Despite Balter’s claims, a little more than a year after his indictment, Martinez chose not to challenge the government’s charges in court. On January 26, 2012, Martinez dropped his entrapment defense and pleaded guilty to attempted use of a weapon of mass destruction under a deal that will require him to serve twenty-five years in prison—more years than he’s been alive. Neither Martinez nor Balter would comment on the reasons they chose a plea agreement, though in a sentencing hearing, Balter told the judge he believed the entire case could have been avoided had the FBI counseled, rather than encouraged, Martinez.
The U.S. Department of Justice touted the conviction as another example of the government keeping citizens safe from terrorists. “We are catching dangerous suspects before they strike, and we are investigating them in a way that maximizes the liberty and security of law-abiding citizens,” U.S. attorney for the District of Maryland Rod J. Rosenstein said in a statement announcing Martinez’s plea agreement. “That is what the American people expect of the Justice Department, and that is what we aim to deliver.”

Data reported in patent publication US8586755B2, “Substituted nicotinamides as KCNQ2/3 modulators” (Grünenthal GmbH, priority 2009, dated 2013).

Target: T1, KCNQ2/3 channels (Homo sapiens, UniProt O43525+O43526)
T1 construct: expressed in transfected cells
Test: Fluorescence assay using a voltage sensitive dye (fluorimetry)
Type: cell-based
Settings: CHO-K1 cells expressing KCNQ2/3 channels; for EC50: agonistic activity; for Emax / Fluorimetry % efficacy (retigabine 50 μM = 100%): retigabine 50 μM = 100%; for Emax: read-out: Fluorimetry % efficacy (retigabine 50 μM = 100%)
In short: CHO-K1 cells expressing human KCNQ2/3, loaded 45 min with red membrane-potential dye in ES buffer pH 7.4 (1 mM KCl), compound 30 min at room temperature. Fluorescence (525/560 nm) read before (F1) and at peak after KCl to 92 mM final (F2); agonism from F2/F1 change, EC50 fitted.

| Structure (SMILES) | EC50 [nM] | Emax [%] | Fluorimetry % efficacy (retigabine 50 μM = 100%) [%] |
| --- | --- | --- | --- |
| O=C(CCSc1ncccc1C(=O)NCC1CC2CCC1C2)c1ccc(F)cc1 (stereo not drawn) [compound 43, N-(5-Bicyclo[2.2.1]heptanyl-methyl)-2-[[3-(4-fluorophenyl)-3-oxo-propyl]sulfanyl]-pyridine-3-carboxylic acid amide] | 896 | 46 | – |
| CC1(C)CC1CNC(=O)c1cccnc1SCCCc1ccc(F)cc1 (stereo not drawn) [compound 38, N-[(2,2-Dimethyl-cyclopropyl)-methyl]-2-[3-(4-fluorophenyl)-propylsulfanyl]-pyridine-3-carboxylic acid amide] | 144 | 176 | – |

Indeed, that is exactly what the Justice Department and the Federal Bureau of Investigation have been delivering throughout the decade since the attacks of September 11, 2001. But whether it’s what the American people expect is questionable, because most Americans today have no idea that since 9/11, one single organization has been responsible for hatching and financing more terrorist plots in the United States than any other. That organization isn’t Al Qaeda, the terrorist network founded by Osama bin Laden and responsible for the spectacular 2001 attacks on New York’s World Trade Center and the Pentagon in Washington, D.C. And it isn’t Lashkar-e-Taiba, Jaish-e-Mohammed, Al-Shabaab, Hamas, Palestinian Islamic Jihad, or any of the other more than forty U.S.-designated foreign terrorist organizations. No, the organization responsible for more terrorist plots over the last decade than any other is the FBI. Through elaborate and expensive sting operations involving informants and undercover agents posing as terrorists, the FBI has arrested and the Justice Department has prosecuted dozens of men government officials say posed direct—but by no means immediate or credible—threats to the United States.